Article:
Sunday, June 20, 2010

Longs Peak to the Keyhole

The Diamond, Longs Peak (photo from August '08)
Yesterday was a beautiful day out, the finish to a week of awesome weather on the Front Range. After spending the morning doing some work inside I decided it was too nice outside to miss out on. I quickly stuffed some extra clothes in my pack, grabbed some water and drove up to the Longs Peak trail head in RMNP. The goal for the day was to get well above treeline and spend several hours at altitude in one of the most beautiful places on earth. I didn't bring a camera so the photos here are from a previous trip in August, 2008.

Due to the outstanding weather and lack of threatening clouds over the mountains I decided to head up the Longs Peak trail even though I left the trail head around 2:30pm. The trail was in pretty good shape with a bit of water in places and without the horse crap I experienced last time. There was no snow until I was above the trees and in the krummholz. Even then, there were only a few short snow fields before Chasm Junction and the trail passed quickly. There were quite a few people headed down the trail, but once I reached Chasm Junction I only saw a few people for the rest of the day.

Views at Chasm Junction were awesome. Peacock Pool is free of ice and there were clouds blowing over the Loft from the south and swirling in front of the Diamond. After a short break to eat a granola bar and empty the sand from my shoes I headed up trail toward Granite Pass. There were two longer snowfields on a fairly steep side slope here, but no real issues. I soon rounded Granite pass (windy here) and headed up to the Boulder Field. There was no more snow until just below the Keyhole and I made my way up to the area of the Boulder Field campsites.

The top half of the Diamond as seen from the Boulder Field.
The Boulder Field is ENORMOUS! There are people at bottom right.

The Boulder Field had been my intended destination, but when I got there I still felt good, the weather was fine and the Keyhole, with its promise of views into Glacier Gorge, seemed to be beckoning. I sat and soaked in the scenery for 20 minutes or so while I tried to gauge the time, my watch, cell phone and camera had all been left behind. I finally decided to push for the Keyhole and soak in some more solitude and spectacular views. I had a headlamp anyway so it was no big deal if I ended up hiking down in the dark.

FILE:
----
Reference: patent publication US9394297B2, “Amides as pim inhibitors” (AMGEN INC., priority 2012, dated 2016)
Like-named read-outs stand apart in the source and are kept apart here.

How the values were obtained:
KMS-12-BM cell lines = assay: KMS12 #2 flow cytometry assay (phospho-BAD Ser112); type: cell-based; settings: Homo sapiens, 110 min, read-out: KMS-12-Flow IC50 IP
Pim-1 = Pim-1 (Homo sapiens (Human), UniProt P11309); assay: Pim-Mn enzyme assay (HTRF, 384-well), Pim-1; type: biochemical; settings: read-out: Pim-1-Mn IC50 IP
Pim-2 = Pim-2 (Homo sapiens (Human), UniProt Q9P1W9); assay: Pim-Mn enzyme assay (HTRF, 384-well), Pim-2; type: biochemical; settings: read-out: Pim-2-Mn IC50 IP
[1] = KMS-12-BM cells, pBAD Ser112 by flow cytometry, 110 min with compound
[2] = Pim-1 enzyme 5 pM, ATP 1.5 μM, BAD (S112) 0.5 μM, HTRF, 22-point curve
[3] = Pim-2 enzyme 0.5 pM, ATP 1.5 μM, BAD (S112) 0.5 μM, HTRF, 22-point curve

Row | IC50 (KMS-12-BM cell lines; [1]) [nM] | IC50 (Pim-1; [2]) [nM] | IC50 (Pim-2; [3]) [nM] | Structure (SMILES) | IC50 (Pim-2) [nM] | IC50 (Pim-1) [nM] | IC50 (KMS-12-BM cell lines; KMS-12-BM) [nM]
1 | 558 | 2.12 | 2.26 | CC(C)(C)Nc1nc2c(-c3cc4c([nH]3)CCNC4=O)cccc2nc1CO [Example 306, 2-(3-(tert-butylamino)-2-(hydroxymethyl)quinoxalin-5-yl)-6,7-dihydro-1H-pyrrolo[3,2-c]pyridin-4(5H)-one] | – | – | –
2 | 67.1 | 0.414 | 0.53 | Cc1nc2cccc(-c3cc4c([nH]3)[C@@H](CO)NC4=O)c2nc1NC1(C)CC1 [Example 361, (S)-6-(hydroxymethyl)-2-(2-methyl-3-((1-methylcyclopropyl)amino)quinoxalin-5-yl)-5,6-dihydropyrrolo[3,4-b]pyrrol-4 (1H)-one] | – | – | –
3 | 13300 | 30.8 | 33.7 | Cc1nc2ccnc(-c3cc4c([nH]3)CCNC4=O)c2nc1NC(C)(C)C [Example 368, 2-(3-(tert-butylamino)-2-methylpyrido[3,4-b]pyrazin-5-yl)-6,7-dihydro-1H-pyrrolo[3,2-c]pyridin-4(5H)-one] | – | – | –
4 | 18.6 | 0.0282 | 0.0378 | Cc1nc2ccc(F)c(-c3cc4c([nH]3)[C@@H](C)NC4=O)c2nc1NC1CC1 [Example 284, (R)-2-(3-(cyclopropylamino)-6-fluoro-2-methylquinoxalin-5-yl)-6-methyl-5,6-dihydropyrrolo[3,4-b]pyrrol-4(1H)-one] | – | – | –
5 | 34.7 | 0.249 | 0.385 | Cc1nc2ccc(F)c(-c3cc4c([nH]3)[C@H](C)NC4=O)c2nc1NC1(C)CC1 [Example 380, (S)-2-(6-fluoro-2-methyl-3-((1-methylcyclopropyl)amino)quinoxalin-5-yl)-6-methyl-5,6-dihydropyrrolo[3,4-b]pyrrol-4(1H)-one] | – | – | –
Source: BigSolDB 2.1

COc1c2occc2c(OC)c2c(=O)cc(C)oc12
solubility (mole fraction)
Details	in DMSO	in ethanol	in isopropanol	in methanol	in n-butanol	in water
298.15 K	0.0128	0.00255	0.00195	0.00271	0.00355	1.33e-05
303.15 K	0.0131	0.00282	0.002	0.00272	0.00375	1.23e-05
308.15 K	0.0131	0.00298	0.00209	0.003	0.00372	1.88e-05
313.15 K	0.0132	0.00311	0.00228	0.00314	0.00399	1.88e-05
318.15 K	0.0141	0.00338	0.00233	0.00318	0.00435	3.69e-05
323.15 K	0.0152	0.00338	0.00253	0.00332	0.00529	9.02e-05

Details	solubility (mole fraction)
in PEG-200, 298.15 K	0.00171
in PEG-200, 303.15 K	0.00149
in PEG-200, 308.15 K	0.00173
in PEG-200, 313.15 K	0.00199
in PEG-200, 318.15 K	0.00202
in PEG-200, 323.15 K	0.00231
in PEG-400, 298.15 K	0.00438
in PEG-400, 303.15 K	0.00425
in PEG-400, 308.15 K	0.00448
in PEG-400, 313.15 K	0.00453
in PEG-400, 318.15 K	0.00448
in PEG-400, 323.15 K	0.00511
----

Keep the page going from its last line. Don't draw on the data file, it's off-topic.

The Keyhole, Agnes Vaille Shelter is just below/left of the keyhole.

I headed left and then switched back to the right between the snowfields lingering in the Boulder Field and scrambled up to the Keyhole without setting foot on snow. The view into Glacier Gorge was well worth it. I just stood there in the wind and sun for ten minutes or so, enjoying the solitude and the incredible scenery spread before and behind me. Mills Lake and Jewel Lake were free of ice, Black Lake was partially melted and the higher lakes were still frozen. I could also pick out Hallett and Otis Peaks near the Divide to the west. There's something about Longs Peak that really appeals to me. Maybe it's the fact that it towers above the Front Range like no other peak does, but I love nearly everything (aside from the usual crowds) that comes with hiking on this mountain. The solitude of the late afternoon was really incredible. For me, there's no better feeling than being alone in the mountains on a gorgeous day. Feeling strong and confident and without a single other person for miles around.

Eventually I headed down, across the alien landscape that is the Boulder Field and down the switchbacks to Granite Pass. From here I decided to take the Jims Grove shortcut to save some time and distance on the descent, and also to explore a new trail. To find this trail while coming down, continue a short distance below Granite Pass and look for two prominent rocks on the left, just a few yards off the trail. There is also an old, broken wooden post sticking out of the ground. You should see a faint trail and some wooden timbers which form steps leading down to the left of the main trail. This trail saves quite a bit of time and distance compared to the long arc out to Chasm Junction. It drops you back at the main trail at the sign which points to Battle Mountain.

The hike below treeline was uneventful, but for the first time didn't seem endless. I finally arrived back at the car at 7pm, much earlier than I would have guessed it was. All in all it was a great hike and I met all my goals for the day. I planned on taking it easy, but I wasn't able to help running some of the flatter spots on the way down. I think I probably ran less than a mile of the whole trail and I took lots of breaks to just sit and soak in the scenery. Even so, I made pretty good time and I felt really good when I got back down. I think I brought just enough food and I finished the water in my 72oz. Camelbak on the drive back to Boulder.

Also, as I mentioned briefly, I didn't bring a camera. In some ways this was liberating since I didn't even think about taking pictures. Anyway, I certainly enjoyed the views and the pictures would never do it justice. However, that means no one else gets to see the sights in this post, just pics from a couple years ago. Too bad for you!

Once the top of the mountain melts out (the trough was still a full on snow climb) I'll be back to do a fast ascent. Looking forward to more great days in the alpine tundra!

My best guess at the stats: ~12 miles, ~3800' of vertical, ~13100' high point, 4hrs 30min

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